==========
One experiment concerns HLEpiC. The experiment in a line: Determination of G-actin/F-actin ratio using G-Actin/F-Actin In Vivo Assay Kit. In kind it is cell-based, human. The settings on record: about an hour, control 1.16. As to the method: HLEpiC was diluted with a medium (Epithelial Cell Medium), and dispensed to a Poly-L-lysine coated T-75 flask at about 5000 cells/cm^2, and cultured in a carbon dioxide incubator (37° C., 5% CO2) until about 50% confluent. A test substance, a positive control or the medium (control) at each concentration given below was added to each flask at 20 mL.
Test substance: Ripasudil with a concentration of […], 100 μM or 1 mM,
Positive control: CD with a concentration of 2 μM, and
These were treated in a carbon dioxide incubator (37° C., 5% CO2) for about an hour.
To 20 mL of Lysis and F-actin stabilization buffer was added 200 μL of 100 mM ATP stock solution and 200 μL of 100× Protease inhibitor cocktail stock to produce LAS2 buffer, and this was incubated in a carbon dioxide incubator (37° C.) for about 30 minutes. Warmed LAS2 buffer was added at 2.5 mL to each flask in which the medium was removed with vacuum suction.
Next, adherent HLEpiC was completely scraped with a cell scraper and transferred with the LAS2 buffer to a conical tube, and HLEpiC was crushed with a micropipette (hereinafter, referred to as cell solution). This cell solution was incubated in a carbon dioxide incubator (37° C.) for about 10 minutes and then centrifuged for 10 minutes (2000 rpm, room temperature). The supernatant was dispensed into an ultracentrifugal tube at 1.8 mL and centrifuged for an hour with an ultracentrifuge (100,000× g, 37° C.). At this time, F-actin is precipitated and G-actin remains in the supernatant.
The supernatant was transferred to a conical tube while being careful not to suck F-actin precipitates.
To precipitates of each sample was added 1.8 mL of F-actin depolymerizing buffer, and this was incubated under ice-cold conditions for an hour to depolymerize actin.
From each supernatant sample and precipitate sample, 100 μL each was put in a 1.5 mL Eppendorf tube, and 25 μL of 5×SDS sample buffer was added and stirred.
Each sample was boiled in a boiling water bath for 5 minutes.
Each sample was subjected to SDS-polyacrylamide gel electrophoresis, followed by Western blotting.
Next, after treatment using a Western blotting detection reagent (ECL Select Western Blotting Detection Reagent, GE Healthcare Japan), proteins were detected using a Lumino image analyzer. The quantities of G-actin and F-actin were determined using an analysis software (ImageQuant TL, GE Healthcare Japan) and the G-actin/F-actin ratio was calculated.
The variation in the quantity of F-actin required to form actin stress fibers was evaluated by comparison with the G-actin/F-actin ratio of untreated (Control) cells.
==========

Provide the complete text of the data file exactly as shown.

One experiment concerns HLEpiC. The experiment in a line: Determination of G-actin/F-actin ratio using G-Actin/F-Actin In Vivo Assay Kit. In kind it is cell-based, human. The settings on record: about an hour, control 1.16. As to the method: HLEpiC was diluted with a medium (Epithelial Cell Medium), and dispensed to a Poly-L-lysine coated T-75 flask at about 5000 cells/cm^2, and cultured in a carbon dioxide incubator (37° C., 5% CO2) until about 50% confluent. A test substance, a positive control or the medium (control) at each concentration given below was added to each flask at 20 mL.
Test substance: Ripasudil with a concentration of […], 100 μM or 1 mM,
Positive control: CD with a concentration of 2 μM, and
These were treated in a carbon dioxide incubator (37° C., 5% CO2) for about an hour.
To 20 mL of Lysis and F-actin stabilization buffer was added 200 μL of 100 mM ATP stock solution and 200 μL of 100× Protease inhibitor cocktail stock to produce LAS2 buffer, and this was incubated in a carbon dioxide incubator (37° C.) for about 30 minutes. Warmed LAS2 buffer was added at 2.5 mL to each flask in which the medium was removed with vacuum suction.
Next, adherent HLEpiC was completely scraped with a cell scraper and transferred with the LAS2 buffer to a conical tube, and HLEpiC was crushed with a micropipette (hereinafter, referred to as cell solution). This cell solution was incubated in a carbon dioxide incubator (37° C.) for about 10 minutes and then centrifuged for 10 minutes (2000 rpm, room temperature). The supernatant was dispensed into an ultracentrifugal tube at 1.8 mL and centrifuged for an hour with an ultracentrifuge (100,000× g, 37° C.). At this time, F-actin is precipitated and G-actin remains in the supernatant.
The supernatant was transferred to a conical tube while being careful not to suck F-actin precipitates.
To precipitates of each sample was added 1.8 mL of F-actin depolymerizing buffer, and this was incubated under ice-cold conditions for an hour to depolymerize actin.
From each supernatant sample and precipitate sample, 100 μL each was put in a 1.5 mL Eppendorf tube, and 25 μL of 5×SDS sample buffer was added and stirred.
Each sample was boiled in a boiling water bath for 5 minutes.
Each sample was subjected to SDS-polyacrylamide gel electrophoresis, followed by Western blotting.
Next, after treatment using a Western blotting detection reagent (ECL Select Western Blotting Detection Reagent, GE Healthcare Japan), proteins were detected using a Lumino image analyzer. The quantities of G-actin and F-actin were determined using an analysis software (ImageQuant TL, GE Healthcare Japan) and the G-actin/F-actin ratio was calculated.
The variation in the quantity of F-actin required to form actin stress fibers was evaluated by comparison with the G-actin/F-actin ratio of untreated (Control) cells.